Baldwin Good, ALEC bad
Alec Baldwin is a star of the large and small screens. He is good and funny. ALEC, on the other hand, is no laughing matter. And there is nothing good about ALEC, unless you’re one of the big companies that funds its work and benefits from its efforts to curtail individual rights.
Most of us knew nothing about ALEC – the American Legislative Exchange Council – until the Trayvon Martin controversy. ALEC led the way in Florida (and other states) lobbying for passing a Stand Your Ground law, which is now the basis for George Zimmerman’s defense against charges he shot shot dead an unarmed teenager.
If you don’t know much about ALEC, you should and a good place to start is a new report, issued earlier this month by the group Take Back Our Courts, a project of the Pennsylvania-based Keystone Progress. The report, “Justice Denied in Pennsylvania,” examines ALEC’s background and its agenda as well as its influence on Pennsylvania legislators.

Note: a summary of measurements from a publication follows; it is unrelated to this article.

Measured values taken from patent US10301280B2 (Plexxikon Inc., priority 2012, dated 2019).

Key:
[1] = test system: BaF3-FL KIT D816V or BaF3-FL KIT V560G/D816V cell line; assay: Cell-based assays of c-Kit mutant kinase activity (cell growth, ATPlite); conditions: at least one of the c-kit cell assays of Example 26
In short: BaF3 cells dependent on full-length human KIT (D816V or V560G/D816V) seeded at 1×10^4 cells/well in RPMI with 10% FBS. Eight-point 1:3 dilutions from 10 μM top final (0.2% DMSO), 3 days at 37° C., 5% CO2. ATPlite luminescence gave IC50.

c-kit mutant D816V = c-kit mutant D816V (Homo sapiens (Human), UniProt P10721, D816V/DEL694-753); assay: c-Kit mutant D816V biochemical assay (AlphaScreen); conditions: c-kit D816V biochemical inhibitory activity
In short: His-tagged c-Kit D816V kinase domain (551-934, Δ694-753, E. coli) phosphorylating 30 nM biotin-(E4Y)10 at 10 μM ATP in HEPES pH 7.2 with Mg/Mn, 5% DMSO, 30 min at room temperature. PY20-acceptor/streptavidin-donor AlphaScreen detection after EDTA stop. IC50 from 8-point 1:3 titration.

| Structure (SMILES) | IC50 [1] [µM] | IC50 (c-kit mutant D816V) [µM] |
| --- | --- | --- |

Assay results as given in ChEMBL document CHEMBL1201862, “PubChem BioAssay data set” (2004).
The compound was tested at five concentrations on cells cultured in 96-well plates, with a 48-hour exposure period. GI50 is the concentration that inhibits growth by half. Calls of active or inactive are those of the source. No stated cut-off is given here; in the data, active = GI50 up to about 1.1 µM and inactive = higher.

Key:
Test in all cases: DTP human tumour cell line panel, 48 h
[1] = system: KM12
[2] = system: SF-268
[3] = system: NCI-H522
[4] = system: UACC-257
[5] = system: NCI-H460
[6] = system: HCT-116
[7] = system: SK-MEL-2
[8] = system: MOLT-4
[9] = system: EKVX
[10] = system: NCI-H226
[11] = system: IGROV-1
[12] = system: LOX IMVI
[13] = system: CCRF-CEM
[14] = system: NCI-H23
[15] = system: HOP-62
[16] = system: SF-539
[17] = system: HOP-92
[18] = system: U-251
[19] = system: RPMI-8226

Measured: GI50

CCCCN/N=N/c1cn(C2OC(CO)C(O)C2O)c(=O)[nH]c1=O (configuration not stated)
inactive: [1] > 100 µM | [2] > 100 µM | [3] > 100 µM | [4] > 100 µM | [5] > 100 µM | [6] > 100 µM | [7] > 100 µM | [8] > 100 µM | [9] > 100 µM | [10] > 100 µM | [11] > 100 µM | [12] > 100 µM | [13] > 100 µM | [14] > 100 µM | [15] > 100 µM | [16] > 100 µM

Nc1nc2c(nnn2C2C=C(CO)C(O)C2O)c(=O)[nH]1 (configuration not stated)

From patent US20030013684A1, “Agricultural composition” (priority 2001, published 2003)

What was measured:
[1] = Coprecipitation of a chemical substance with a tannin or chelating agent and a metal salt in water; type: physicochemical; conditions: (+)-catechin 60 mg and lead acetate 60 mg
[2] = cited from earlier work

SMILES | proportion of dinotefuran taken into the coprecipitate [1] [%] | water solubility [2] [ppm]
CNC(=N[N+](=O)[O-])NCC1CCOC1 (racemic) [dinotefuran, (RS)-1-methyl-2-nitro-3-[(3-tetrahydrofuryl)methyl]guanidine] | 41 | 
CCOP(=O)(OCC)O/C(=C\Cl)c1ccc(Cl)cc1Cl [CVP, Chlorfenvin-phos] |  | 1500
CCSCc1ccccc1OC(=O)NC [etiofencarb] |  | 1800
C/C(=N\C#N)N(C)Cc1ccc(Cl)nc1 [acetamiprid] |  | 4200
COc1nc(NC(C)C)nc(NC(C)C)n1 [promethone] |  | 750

Why single out ALEC for study? Isn’t lobbying for a special-interest agenda simply the way business gets done in politics today? According to “Justice Denied,” because of the usually unpublicized infiltration of groups like ALEC, and the deep ties ALEC has within many state legislatures, “the very nature of our government as a republic is being challenged.”
Why worry about a special interest lobbying organization just because it seems to be successful? Listen to ALEC, after all, and its goals sound all-American. According to its website, ALEC works to “advance the fundamental principles of free-market enterprise, limited government, and federalism at the state level through a nonpartisan public-private partnership of America’s state legislators, members of the private sector and the general public.”